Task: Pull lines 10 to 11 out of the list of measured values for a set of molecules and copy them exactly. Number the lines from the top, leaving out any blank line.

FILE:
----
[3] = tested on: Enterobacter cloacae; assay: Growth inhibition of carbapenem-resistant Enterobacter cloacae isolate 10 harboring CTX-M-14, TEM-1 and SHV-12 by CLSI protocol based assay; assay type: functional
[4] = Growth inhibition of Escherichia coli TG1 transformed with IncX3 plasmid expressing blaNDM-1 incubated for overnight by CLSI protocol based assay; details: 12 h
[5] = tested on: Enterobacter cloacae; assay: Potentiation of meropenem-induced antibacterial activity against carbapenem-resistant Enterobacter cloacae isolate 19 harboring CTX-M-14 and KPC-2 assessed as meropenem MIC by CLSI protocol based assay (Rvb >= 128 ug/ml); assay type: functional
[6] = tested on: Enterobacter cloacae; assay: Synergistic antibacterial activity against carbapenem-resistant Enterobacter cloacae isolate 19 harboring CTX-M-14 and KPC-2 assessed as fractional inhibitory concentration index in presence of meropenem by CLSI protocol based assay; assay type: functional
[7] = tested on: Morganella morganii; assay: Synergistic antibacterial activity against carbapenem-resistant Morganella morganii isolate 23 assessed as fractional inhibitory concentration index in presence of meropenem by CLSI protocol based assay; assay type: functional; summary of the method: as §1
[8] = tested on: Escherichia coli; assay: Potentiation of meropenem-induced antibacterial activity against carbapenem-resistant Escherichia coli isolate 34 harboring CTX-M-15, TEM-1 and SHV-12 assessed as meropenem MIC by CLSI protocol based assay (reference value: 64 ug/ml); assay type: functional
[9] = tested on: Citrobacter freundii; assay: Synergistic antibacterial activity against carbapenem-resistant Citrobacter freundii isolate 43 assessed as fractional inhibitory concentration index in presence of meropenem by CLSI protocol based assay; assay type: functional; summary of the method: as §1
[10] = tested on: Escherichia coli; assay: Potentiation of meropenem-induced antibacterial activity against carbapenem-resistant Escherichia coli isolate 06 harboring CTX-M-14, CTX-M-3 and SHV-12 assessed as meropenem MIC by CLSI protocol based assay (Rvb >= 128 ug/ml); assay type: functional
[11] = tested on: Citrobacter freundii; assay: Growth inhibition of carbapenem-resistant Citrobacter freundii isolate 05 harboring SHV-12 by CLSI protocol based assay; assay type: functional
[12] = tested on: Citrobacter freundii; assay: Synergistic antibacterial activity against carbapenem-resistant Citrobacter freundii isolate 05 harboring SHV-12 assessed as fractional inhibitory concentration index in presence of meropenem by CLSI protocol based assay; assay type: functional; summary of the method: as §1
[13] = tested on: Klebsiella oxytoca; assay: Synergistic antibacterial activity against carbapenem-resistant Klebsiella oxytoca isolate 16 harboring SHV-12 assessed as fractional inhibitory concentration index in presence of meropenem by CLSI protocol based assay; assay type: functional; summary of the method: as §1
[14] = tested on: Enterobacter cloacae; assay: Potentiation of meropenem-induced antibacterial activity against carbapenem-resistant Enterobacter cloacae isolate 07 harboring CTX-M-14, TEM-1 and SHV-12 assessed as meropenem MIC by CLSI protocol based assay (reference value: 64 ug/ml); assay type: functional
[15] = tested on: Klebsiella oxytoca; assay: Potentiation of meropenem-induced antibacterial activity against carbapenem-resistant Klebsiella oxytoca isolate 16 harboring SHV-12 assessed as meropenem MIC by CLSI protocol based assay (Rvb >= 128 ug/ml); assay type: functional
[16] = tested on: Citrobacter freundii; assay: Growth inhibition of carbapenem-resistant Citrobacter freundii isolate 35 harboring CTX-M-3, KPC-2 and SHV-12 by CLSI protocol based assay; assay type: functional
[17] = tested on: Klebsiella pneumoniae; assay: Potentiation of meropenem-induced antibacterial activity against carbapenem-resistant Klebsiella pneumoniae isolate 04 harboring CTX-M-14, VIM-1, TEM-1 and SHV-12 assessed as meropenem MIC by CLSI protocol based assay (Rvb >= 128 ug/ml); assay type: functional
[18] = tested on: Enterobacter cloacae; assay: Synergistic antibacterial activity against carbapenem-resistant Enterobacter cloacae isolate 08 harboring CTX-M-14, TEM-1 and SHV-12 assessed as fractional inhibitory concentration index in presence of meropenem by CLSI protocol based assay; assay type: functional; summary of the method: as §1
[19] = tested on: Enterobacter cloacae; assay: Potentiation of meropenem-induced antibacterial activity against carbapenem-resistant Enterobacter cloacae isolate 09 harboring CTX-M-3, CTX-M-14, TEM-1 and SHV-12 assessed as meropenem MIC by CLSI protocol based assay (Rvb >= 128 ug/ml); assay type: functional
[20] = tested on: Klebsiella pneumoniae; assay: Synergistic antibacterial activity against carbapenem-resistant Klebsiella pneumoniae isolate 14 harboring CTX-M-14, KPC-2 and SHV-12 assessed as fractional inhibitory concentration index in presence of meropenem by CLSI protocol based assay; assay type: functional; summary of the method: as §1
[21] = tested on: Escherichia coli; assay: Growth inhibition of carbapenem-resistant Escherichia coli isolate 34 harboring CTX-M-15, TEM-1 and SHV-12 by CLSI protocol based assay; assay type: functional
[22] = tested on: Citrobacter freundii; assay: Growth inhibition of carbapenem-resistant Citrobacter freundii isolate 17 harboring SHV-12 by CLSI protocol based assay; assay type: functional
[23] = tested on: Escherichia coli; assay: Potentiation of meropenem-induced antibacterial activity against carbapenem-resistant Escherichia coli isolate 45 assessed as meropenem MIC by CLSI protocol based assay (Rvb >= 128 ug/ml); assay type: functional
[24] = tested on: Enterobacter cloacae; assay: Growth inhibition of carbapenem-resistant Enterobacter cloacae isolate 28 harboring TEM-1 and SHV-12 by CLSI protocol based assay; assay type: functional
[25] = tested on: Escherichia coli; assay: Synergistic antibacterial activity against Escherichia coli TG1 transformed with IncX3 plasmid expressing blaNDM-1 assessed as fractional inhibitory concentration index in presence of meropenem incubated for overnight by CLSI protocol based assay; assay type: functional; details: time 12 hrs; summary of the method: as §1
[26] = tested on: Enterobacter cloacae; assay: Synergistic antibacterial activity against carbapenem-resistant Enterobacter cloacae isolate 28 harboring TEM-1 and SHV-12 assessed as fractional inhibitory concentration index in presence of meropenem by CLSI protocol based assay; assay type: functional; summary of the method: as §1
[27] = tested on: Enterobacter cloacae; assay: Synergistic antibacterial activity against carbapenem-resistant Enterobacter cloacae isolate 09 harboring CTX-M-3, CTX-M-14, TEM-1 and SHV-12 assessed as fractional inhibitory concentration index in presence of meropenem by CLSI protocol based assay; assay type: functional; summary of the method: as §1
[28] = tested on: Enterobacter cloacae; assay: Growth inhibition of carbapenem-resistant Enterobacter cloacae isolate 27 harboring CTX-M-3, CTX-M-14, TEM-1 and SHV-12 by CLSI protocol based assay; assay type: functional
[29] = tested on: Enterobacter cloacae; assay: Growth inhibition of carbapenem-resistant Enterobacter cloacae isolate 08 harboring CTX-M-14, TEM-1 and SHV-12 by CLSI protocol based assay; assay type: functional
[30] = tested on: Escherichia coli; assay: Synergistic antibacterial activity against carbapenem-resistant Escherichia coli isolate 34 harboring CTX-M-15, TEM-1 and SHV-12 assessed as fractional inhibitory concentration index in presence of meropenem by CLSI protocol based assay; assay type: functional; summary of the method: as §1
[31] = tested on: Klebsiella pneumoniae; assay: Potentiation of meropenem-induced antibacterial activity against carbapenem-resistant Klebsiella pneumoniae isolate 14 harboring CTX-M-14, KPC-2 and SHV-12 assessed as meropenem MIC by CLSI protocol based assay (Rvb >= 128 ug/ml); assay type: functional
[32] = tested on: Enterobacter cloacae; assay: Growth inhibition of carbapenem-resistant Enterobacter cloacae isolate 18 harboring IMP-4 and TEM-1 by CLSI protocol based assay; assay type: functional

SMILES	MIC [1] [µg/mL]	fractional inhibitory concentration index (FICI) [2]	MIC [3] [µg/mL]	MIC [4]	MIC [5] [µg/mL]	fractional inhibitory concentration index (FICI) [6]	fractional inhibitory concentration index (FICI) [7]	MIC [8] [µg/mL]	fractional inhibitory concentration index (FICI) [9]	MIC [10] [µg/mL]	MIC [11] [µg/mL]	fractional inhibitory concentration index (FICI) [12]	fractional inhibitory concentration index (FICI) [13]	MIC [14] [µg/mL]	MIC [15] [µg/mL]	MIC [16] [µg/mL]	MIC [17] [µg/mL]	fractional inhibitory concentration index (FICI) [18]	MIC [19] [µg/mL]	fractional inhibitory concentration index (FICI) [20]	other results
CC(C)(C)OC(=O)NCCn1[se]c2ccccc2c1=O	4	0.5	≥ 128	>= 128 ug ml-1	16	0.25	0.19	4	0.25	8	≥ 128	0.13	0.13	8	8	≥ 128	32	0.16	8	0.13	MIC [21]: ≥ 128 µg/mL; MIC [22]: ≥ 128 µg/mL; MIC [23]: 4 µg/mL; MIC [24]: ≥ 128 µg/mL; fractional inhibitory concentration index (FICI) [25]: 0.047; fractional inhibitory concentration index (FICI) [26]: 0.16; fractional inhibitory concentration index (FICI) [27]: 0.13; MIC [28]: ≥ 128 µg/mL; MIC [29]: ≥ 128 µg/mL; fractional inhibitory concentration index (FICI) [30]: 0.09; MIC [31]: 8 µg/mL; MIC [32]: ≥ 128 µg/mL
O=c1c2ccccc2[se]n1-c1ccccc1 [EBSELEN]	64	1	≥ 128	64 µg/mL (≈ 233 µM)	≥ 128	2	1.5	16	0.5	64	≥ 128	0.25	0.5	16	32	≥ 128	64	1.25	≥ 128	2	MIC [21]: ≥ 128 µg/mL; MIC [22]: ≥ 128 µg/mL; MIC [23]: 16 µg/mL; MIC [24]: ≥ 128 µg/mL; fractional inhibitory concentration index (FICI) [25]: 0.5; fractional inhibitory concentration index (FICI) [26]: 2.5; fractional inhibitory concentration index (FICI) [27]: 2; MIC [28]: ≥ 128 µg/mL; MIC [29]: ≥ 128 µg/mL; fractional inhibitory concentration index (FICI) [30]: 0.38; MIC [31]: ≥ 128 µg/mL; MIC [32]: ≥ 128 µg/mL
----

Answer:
[12] = tested on: Citrobacter freundii; assay: Synergistic antibacterial activity against carbapenem-resistant Citrobacter freundii isolate 05 harboring SHV-12 assessed as fractional inhibitory concentration index in presence of meropenem by CLSI protocol based assay; assay type: functional; summary of the method: as §1
[13] = tested on: Klebsiella oxytoca; assay: Synergistic antibacterial activity against carbapenem-resistant Klebsiella oxytoca isolate 16 harboring SHV-12 assessed as fractional inhibitory concentration index in presence of meropenem by CLSI protocol based assay; assay type: functional; summary of the method: as §1